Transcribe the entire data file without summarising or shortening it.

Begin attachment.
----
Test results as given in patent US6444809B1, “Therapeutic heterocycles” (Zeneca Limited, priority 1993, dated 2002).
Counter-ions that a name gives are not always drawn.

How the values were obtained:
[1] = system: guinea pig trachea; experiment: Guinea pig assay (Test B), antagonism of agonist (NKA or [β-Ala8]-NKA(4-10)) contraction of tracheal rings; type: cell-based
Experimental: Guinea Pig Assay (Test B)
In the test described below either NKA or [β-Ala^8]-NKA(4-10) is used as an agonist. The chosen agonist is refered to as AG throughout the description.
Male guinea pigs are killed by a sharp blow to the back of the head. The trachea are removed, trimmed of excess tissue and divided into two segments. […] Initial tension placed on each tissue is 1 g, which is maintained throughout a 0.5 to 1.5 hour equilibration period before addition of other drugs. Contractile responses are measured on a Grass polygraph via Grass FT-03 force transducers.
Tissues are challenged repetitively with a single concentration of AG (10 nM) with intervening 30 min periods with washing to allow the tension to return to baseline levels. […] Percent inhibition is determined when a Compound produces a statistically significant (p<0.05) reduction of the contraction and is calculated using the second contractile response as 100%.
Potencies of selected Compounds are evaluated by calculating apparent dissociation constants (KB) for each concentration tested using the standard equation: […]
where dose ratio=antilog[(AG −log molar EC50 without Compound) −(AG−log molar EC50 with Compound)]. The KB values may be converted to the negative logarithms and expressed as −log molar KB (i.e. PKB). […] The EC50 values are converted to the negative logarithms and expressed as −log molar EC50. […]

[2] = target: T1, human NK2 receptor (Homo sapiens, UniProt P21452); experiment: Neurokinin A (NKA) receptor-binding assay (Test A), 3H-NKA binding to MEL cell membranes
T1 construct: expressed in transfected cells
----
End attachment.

Test results as given in patent US6444809B1, “Therapeutic heterocycles” (Zeneca Limited, priority 1993, dated 2002).
Counter-ions that a name gives are not always drawn.

How the values were obtained:
[1] = system: guinea pig trachea; experiment: Guinea pig assay (Test B), antagonism of agonist (NKA or [β-Ala8]-NKA(4-10)) contraction of tracheal rings; type: cell-based
Experimental: Guinea Pig Assay (Test B)
In the test described below either NKA or [β-Ala^8]-NKA(4-10) is used as an agonist. The chosen agonist is refered to as AG throughout the description.
Male guinea pigs are killed by a sharp blow to the back of the head. The trachea are removed, trimmed of excess tissue and divided into two segments. […] Initial tension placed on each tissue is 1 g, which is maintained throughout a 0.5 to 1.5 hour equilibration period before addition of other drugs. Contractile responses are measured on a Grass polygraph via Grass FT-03 force transducers.
Tissues are challenged repetitively with a single concentration of AG (10 nM) with intervening 30 min periods with washing to allow the tension to return to baseline levels. […] Percent inhibition is determined when a Compound produces a statistically significant (p<0.05) reduction of the contraction and is calculated using the second contractile response as 100%.
Potencies of selected Compounds are evaluated by calculating apparent dissociation constants (KB) for each concentration tested using the standard equation: […]
where dose ratio=antilog[(AG −log molar EC50 without Compound) −(AG−log molar EC50 with Compound)]. The KB values may be converted to the negative logarithms and expressed as −log molar KB (i.e. PKB). […] The EC50 values are converted to the negative logarithms and expressed as −log molar EC50. […]

[2] = target: T1, human NK2 receptor (Homo sapiens, UniProt P21452); experiment: Neurokinin A (NKA) receptor-binding assay (Test A), 3H-NKA binding to MEL cell membranes
T1 construct: expressed in transfected cells